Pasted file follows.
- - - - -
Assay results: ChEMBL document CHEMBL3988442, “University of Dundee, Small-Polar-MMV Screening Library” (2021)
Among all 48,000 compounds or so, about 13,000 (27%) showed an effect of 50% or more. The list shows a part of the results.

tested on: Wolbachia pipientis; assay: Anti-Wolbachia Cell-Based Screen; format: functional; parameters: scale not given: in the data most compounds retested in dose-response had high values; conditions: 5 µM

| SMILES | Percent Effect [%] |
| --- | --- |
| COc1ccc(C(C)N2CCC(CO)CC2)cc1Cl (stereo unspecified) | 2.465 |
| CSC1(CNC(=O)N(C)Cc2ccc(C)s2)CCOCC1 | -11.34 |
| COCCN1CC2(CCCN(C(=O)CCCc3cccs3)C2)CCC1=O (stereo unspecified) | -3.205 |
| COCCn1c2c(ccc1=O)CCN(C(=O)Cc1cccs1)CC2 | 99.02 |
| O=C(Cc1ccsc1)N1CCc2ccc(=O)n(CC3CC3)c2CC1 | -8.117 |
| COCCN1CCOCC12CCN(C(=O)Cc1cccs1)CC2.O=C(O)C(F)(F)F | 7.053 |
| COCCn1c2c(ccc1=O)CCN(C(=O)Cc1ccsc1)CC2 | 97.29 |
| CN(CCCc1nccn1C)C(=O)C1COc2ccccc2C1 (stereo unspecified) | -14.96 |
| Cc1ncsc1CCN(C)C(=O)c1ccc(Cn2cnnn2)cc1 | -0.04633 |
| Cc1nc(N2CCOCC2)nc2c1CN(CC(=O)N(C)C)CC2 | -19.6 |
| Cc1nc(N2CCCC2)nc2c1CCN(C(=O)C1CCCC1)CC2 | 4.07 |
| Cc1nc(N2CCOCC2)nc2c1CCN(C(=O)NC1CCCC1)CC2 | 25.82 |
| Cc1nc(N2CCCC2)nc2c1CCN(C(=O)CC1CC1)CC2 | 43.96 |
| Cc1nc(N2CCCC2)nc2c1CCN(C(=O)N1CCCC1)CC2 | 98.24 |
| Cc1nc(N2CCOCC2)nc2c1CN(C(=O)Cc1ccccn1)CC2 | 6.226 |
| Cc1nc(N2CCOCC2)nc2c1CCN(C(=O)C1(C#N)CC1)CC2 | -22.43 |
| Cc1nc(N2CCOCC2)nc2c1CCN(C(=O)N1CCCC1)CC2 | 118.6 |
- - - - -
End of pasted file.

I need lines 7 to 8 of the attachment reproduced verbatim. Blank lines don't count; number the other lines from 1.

| CSC1(CNC(=O)N(C)Cc2ccc(C)s2)CCOCC1 | -11.34 |
| COCCN1CC2(CCCN(C(=O)CCCc3cccs3)C2)CCC1=O (stereo unspecified) | -3.205 |